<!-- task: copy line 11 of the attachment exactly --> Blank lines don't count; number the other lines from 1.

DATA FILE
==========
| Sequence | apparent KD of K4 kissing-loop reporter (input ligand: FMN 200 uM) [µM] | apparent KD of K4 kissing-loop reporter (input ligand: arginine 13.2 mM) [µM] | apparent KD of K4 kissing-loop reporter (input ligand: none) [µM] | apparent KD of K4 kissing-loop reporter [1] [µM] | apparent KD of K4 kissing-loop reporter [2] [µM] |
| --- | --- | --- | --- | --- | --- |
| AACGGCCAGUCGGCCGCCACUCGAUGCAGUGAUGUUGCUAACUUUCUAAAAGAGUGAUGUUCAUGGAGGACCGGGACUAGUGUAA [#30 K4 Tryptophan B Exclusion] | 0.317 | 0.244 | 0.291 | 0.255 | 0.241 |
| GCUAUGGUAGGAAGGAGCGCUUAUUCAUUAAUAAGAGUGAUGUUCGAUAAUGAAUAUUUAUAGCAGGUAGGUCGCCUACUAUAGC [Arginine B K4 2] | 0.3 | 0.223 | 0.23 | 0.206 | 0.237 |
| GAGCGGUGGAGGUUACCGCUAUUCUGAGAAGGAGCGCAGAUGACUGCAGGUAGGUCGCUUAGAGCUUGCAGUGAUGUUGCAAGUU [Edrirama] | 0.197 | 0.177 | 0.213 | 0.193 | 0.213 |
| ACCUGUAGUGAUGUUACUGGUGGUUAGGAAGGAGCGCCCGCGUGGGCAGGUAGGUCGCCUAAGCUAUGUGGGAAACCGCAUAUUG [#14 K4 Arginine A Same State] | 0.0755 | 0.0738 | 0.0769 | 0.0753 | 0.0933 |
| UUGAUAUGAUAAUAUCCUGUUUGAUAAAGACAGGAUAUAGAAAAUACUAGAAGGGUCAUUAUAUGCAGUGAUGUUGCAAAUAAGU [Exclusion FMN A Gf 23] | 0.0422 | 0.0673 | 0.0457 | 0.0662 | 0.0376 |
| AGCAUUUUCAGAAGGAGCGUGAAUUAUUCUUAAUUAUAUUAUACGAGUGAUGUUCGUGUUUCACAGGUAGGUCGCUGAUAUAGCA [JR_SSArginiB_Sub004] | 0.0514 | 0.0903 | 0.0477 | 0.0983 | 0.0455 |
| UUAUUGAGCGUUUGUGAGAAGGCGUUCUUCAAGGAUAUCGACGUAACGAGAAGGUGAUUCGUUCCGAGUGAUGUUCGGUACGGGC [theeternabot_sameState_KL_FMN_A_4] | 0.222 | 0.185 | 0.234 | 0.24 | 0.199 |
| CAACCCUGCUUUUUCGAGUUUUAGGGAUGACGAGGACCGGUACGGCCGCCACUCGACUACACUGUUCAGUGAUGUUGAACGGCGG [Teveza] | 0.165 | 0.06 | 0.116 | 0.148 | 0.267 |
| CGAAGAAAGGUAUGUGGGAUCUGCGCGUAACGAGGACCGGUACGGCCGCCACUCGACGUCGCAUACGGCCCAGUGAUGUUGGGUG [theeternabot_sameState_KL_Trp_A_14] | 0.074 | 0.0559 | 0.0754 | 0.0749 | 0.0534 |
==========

| CGAAGAAAGGUAUGUGGGAUCUGCGCGUAACGAGGACCGGUACGGCCGCCACUCGACGUCGCAUACGGCCCAGUGAUGUUGGGUG [theeternabot_sameState_KL_Trp_A_14] | 0.074 | 0.0559 | 0.0754 | 0.0749 | 0.0534 |